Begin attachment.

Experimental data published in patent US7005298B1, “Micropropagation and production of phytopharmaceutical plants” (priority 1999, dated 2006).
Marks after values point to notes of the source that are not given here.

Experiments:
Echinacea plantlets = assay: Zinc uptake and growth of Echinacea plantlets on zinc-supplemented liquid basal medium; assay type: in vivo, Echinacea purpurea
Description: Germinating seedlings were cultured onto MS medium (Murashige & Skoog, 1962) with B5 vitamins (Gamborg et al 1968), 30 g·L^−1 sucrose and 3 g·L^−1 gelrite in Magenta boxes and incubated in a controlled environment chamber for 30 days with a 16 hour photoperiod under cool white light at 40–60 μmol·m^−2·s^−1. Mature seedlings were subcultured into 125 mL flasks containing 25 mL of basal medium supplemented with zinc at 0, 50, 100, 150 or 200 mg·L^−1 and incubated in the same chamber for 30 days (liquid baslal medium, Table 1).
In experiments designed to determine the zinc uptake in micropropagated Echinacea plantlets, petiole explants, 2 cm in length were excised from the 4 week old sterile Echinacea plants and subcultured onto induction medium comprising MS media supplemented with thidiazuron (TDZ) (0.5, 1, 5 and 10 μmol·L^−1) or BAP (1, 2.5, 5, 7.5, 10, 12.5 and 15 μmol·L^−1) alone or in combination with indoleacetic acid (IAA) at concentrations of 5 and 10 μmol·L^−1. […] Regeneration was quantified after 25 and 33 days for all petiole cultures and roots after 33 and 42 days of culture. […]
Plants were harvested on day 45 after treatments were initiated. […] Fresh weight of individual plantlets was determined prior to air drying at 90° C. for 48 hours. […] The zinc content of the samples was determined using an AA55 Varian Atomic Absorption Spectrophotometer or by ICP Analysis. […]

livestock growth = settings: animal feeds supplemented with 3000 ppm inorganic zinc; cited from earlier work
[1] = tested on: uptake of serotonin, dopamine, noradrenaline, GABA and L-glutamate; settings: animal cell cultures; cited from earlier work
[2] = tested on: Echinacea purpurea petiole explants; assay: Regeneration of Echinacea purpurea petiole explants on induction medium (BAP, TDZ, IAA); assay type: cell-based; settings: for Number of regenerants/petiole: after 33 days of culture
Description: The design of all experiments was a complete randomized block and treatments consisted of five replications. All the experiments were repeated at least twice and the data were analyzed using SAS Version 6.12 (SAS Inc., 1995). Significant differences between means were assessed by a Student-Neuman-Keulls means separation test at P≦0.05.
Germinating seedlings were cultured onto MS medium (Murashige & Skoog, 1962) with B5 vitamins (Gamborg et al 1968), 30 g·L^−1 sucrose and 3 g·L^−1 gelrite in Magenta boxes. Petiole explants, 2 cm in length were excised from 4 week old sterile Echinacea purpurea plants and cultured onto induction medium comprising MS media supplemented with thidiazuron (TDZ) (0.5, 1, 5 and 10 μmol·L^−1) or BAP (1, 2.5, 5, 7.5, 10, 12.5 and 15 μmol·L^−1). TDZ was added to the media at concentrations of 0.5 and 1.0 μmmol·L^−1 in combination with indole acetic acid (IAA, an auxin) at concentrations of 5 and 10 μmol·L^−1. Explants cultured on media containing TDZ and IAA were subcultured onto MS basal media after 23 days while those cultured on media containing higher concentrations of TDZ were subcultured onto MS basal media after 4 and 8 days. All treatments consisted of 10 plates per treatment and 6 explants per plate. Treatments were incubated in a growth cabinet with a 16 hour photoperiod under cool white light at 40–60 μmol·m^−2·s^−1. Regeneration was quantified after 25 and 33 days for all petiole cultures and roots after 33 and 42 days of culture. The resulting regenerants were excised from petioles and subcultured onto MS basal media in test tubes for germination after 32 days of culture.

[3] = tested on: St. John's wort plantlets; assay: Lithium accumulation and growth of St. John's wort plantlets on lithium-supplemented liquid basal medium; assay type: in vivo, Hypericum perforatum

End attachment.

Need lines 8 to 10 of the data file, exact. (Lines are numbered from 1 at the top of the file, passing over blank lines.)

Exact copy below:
livestock growth = settings: animal feeds supplemented with 3000 ppm inorganic zinc; cited from earlier work
[1] = tested on: uptake of serotonin, dopamine, noradrenaline, GABA and L-glutamate; settings: animal cell cultures; cited from earlier work
[2] = tested on: Echinacea purpurea petiole explants; assay: Regeneration of Echinacea purpurea petiole explants on induction medium (BAP, TDZ, IAA); assay type: cell-based; settings: for Number of regenerants/petiole: after 33 days of culture